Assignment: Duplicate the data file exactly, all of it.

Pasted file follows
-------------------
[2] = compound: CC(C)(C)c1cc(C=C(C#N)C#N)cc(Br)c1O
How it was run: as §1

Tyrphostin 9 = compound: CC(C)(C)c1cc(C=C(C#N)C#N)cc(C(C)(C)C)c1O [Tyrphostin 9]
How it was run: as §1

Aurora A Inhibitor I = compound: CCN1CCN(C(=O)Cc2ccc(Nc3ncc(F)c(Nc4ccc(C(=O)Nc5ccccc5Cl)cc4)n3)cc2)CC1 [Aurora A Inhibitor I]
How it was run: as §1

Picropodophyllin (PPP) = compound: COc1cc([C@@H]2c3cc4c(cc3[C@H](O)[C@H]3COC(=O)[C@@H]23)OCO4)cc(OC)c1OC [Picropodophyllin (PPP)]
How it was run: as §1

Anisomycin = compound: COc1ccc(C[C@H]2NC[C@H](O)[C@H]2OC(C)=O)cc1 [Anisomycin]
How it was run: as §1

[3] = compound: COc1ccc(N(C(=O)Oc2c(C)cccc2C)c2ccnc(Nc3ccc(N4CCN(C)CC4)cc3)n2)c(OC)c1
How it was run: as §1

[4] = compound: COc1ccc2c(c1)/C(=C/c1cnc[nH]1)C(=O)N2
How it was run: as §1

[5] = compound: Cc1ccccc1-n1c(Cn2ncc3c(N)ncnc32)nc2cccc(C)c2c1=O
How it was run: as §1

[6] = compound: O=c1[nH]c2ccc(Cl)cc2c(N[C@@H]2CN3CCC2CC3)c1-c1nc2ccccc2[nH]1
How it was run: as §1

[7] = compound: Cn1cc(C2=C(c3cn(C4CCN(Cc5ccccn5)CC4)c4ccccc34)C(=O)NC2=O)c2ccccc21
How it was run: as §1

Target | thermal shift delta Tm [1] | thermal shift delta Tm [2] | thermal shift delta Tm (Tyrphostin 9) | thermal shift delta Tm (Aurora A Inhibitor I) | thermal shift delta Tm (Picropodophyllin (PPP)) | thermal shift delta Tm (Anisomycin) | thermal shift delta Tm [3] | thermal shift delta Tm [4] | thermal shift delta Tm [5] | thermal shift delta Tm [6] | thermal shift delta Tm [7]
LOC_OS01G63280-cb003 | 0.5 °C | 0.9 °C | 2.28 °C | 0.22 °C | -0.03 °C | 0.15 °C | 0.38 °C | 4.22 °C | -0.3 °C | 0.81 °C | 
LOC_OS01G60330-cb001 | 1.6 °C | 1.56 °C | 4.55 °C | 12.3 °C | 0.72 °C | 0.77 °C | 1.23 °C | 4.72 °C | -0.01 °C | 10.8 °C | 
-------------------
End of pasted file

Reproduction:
[2] = compound: CC(C)(C)c1cc(C=C(C#N)C#N)cc(Br)c1O
How it was run: as §1

Tyrphostin 9 = compound: CC(C)(C)c1cc(C=C(C#N)C#N)cc(C(C)(C)C)c1O [Tyrphostin 9]
How it was run: as §1

Aurora A Inhibitor I = compound: CCN1CCN(C(=O)Cc2ccc(Nc3ncc(F)c(Nc4ccc(C(=O)Nc5ccccc5Cl)cc4)n3)cc2)CC1 [Aurora A Inhibitor I]
How it was run: as §1

Picropodophyllin (PPP) = compound: COc1cc([C@@H]2c3cc4c(cc3[C@H](O)[C@H]3COC(=O)[C@@H]23)OCO4)cc(OC)c1OC [Picropodophyllin (PPP)]
How it was run: as §1

Anisomycin = compound: COc1ccc(C[C@H]2NC[C@H](O)[C@H]2OC(C)=O)cc1 [Anisomycin]
How it was run: as §1

[3] = compound: COc1ccc(N(C(=O)Oc2c(C)cccc2C)c2ccnc(Nc3ccc(N4CCN(C)CC4)cc3)n2)c(OC)c1
How it was run: as §1

[4] = compound: COc1ccc2c(c1)/C(=C/c1cnc[nH]1)C(=O)N2
How it was run: as §1

[5] = compound: Cc1ccccc1-n1c(Cn2ncc3c(N)ncnc32)nc2cccc(C)c2c1=O
How it was run: as §1

[6] = compound: O=c1[nH]c2ccc(Cl)cc2c(N[C@@H]2CN3CCC2CC3)c1-c1nc2ccccc2[nH]1
How it was run: as §1

[7] = compound: Cn1cc(C2=C(c3cn(C4CCN(Cc5ccccn5)CC4)c4ccccc34)C(=O)NC2=O)c2ccccc21
How it was run: as §1

Target | thermal shift delta Tm [1] | thermal shift delta Tm [2] | thermal shift delta Tm (Tyrphostin 9) | thermal shift delta Tm (Aurora A Inhibitor I) | thermal shift delta Tm (Picropodophyllin (PPP)) | thermal shift delta Tm (Anisomycin) | thermal shift delta Tm [3] | thermal shift delta Tm [4] | thermal shift delta Tm [5] | thermal shift delta Tm [6] | thermal shift delta Tm [7]
LOC_OS01G63280-cb003 | 0.5 °C | 0.9 °C | 2.28 °C | 0.22 °C | -0.03 °C | 0.15 °C | 0.38 °C | 4.22 °C | -0.3 °C | 0.81 °C | 
LOC_OS01G60330-cb001 | 1.6 °C | 1.56 °C | 4.55 °C | 12.3 °C | 0.72 °C | 0.77 °C | 1.23 °C | 4.72 °C | -0.01 °C | 10.8 °C | 